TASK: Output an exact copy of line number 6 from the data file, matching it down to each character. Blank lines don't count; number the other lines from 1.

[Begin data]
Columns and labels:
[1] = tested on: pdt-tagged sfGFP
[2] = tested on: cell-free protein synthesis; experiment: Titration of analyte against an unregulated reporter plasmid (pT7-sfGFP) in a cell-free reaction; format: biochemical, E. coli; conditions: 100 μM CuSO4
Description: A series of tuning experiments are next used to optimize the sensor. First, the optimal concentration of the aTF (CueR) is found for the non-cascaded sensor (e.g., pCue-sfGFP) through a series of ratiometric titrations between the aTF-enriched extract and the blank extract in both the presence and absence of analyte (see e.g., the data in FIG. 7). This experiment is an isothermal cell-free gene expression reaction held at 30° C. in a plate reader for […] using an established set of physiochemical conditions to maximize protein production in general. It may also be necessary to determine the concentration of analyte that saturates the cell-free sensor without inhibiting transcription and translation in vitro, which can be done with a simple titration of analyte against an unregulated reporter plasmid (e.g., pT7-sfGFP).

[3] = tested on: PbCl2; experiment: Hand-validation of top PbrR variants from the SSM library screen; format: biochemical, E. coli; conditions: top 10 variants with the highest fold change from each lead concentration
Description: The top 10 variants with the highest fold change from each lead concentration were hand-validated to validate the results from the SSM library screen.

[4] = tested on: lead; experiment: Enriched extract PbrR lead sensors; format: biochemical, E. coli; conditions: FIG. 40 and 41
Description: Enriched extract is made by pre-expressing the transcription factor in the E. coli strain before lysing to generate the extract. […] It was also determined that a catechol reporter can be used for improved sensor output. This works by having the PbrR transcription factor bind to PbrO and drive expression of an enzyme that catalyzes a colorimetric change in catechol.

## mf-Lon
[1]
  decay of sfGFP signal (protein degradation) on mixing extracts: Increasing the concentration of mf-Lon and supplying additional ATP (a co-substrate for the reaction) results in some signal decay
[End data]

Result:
Description: The top 10 variants with the highest fold change from each lead concentration were hand-validated to validate the results from the SSM library screen.